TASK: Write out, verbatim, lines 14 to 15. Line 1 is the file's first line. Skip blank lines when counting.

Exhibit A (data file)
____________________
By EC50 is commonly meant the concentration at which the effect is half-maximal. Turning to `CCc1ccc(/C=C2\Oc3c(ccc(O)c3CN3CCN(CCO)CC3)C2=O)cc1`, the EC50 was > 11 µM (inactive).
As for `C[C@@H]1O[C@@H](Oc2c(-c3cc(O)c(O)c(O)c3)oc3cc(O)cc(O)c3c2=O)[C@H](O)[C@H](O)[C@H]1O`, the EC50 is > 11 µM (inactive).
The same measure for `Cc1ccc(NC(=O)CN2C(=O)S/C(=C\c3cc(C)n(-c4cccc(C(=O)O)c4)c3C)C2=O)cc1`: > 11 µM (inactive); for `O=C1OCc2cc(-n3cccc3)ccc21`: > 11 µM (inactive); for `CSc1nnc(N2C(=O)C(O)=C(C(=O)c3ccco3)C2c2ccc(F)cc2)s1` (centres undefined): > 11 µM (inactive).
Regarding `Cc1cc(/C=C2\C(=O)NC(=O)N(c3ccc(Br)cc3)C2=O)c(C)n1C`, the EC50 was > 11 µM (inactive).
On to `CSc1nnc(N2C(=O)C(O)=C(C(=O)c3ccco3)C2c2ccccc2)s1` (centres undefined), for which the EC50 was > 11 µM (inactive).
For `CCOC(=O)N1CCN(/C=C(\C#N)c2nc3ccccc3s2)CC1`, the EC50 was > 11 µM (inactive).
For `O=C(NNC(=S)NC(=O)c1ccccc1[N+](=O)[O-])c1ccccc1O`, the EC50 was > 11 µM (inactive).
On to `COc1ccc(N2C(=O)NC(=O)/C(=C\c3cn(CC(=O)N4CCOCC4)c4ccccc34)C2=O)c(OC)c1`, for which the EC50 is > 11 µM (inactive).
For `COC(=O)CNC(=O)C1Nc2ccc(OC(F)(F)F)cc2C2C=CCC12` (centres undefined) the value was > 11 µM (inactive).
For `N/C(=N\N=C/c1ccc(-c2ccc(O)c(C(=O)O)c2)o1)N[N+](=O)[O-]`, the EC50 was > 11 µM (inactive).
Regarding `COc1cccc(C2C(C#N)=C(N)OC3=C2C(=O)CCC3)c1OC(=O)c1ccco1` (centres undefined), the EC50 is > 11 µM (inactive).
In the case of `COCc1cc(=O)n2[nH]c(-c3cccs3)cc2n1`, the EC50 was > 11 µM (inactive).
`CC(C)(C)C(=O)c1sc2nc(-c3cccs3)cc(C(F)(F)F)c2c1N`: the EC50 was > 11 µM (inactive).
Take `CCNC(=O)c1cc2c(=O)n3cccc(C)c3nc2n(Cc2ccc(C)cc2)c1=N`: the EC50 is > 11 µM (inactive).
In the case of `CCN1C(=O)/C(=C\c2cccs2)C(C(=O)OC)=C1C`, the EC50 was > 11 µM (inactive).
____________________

Take `CCNC(=O)c1cc2c(=O)n3cccc(C)c3nc2n(Cc2ccc(C)cc2)c1=N`: the EC50 is > 11 µM (inactive).
In the case of `CCN1C(=O)/C(=C\c2cccs2)C(C(=O)OC)=C1C`, the EC50 was > 11 µM (inactive).